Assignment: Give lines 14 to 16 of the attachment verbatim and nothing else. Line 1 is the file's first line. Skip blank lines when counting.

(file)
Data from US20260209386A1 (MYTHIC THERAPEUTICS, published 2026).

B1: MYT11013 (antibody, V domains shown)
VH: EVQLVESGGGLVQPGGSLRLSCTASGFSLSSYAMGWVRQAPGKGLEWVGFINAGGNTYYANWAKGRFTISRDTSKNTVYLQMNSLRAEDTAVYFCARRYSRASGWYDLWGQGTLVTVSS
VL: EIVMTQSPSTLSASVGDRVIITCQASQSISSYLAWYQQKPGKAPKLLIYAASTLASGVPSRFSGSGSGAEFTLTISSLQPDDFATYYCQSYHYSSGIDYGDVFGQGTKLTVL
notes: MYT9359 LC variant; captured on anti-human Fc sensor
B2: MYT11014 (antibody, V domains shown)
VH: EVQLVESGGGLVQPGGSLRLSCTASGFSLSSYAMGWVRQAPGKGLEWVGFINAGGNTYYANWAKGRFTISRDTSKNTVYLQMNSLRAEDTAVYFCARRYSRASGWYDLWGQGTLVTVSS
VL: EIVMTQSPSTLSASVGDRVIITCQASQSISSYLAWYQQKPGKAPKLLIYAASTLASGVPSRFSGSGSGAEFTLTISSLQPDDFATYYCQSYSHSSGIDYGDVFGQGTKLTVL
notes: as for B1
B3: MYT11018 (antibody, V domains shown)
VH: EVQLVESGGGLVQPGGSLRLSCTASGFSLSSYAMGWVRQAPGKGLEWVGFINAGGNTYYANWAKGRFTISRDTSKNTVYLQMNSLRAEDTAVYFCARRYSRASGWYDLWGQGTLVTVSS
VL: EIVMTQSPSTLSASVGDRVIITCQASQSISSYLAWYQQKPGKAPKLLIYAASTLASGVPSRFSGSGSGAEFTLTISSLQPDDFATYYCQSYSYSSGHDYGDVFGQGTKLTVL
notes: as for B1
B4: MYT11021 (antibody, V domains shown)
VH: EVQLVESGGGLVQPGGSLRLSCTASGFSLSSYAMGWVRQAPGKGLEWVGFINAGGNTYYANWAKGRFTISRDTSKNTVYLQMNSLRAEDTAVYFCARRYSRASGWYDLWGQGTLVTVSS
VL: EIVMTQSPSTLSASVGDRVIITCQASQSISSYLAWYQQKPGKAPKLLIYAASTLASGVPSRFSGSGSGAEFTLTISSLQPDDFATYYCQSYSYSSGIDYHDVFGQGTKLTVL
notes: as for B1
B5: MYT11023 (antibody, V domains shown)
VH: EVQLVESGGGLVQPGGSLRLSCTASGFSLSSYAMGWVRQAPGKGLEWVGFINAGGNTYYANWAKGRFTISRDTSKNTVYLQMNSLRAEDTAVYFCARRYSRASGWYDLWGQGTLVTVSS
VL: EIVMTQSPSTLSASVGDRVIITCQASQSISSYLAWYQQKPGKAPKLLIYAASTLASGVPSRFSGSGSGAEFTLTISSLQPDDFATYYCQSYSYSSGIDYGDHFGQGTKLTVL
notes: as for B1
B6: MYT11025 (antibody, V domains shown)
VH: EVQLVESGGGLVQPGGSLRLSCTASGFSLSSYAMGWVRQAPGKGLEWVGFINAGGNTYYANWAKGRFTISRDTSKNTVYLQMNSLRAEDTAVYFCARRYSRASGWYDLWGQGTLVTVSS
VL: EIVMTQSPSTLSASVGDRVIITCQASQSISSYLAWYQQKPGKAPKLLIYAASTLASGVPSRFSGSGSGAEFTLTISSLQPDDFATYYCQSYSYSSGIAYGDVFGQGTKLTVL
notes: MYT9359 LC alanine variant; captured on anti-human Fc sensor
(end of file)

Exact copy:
B4: MYT11021 (antibody, V domains shown)
VH: EVQLVESGGGLVQPGGSLRLSCTASGFSLSSYAMGWVRQAPGKGLEWVGFINAGGNTYYANWAKGRFTISRDTSKNTVYLQMNSLRAEDTAVYFCARRYSRASGWYDLWGQGTLVTVSS
VL: EIVMTQSPSTLSASVGDRVIITCQASQSISSYLAWYQQKPGKAPKLLIYAASTLASGVPSRFSGSGSGAEFTLTISSLQPDDFATYYCQSYSYSSGIDYHDVFGQGTKLTVL